The labour dilemma

While farmworkers are suffering due to higher inflation, especially food inflation, farmers are also suffering due to the increased input prices. The labour department will have to take both sides into account in its deliberations for the 2009 to 2011 wage determination.
Issue date : 13 June 2008

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Wages account for about 17% of total farm inputs. Minimum farm wages are set out in a sectoral determination, and the 2009 to 2011 period was announced by the labour minister in April 2008.

Now Agri SA, TAU SA and NAFU will make submissions to the labour department. How agri and labour will differ Organised agriculture will point out that agricultural input prices increased sharply during the past year, as did the farm requisite prices (Table 1). Increased input prices have caused a sharp decline of farm profitability and farmers will argue they can’t afford a wage increase higher than the rate of inflation. rganised labour will refer to the food price increase of 15,6% year-on year in March and that further increases are likely.

They will also mention the general CPI inflation rate of 10% plus. Wage settlements during the first quarter of 2008 were at 7,8% and labour will probably ask for at least a 10% increase. Hence the Labour Council will need Solomon’s wisdom to achieve a fair and sustainable dispensation.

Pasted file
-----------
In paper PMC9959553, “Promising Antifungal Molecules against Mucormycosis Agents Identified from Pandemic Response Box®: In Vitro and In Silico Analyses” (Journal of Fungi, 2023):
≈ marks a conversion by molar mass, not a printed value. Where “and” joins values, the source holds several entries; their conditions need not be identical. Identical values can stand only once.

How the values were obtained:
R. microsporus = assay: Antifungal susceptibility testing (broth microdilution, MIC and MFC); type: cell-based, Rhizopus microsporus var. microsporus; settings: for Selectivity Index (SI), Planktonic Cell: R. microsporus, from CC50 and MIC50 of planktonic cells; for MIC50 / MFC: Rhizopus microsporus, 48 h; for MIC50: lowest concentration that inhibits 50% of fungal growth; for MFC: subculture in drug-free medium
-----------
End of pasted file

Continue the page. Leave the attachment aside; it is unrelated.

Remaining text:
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But whatever they decide, each farmer will still determine how many labourers he can afford. Considering that from 1993 to 2006, 465 000 farm jobs were lost – a decrease of 42% – if wages become too expensive, there will be more job losses. Man vs machine and more labour laws A cademics argue that the cost of labour is much lower than the cost of capital and that higher wages won’t increase the move towards more machinery and less labour.

This may be true in theory, but modern technology not only displaces labour, it also increases productivity with more precise control over inputs, processes and outputs. Examples are the use of precision cultivation equipment with automatic steering in crop production and computer-based management systems in dairy herds. In many ways, machinery’s more dependable than humans and while it’s true that it needs operators, it’s easier to manage a workforce of skilled workers than unskilled and sometimes unmotivated workers.

And despite machinery being more expensive, farmers will continue to replace workers with machinery to save labour costs and effort. G overnment will also have to consider the other factors that make labour less attractive. Farmers want the right to dismiss a worker when necessary and don’t want to hear the minister accusing them of illegal evictions when they legally dismissed workers and adhered to correct procedures.

As government increases the number of laws that govern farm labour, farmers will find this yet another reason to reduce their worker numbers. Dr Koos Coetzee is an agricultural economist at the MPO. All opinions expressed are his own and do not reflect MPO policy. |fw